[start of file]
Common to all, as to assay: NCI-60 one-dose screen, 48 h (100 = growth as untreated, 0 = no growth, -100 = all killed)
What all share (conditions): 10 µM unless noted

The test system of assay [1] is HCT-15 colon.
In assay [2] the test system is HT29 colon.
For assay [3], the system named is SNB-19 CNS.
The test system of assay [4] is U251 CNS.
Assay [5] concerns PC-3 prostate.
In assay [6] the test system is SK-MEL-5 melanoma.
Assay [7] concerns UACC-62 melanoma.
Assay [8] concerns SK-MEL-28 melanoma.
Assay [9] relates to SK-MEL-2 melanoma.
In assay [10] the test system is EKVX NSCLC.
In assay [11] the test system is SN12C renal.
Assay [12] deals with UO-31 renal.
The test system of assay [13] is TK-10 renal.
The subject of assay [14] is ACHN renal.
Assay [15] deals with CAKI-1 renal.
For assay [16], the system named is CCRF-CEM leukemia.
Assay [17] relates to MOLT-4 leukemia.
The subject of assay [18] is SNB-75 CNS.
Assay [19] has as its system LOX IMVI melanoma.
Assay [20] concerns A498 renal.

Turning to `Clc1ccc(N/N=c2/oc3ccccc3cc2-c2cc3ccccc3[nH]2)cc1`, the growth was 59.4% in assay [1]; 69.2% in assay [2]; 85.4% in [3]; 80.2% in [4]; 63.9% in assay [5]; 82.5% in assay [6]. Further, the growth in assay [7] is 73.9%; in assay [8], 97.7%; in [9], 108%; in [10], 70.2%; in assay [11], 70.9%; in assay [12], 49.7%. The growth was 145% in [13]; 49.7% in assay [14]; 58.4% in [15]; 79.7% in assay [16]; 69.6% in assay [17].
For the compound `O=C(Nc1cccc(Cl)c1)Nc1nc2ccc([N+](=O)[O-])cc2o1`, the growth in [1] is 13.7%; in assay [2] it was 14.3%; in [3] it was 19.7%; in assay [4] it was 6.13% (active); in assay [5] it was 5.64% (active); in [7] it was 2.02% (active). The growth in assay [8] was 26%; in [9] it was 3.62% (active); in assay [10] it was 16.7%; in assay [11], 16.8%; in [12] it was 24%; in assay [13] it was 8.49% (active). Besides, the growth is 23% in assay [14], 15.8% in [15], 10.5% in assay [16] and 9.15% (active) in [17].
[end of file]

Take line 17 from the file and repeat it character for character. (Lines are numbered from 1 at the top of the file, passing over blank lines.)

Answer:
Assay [15] deals with CAKI-1 renal.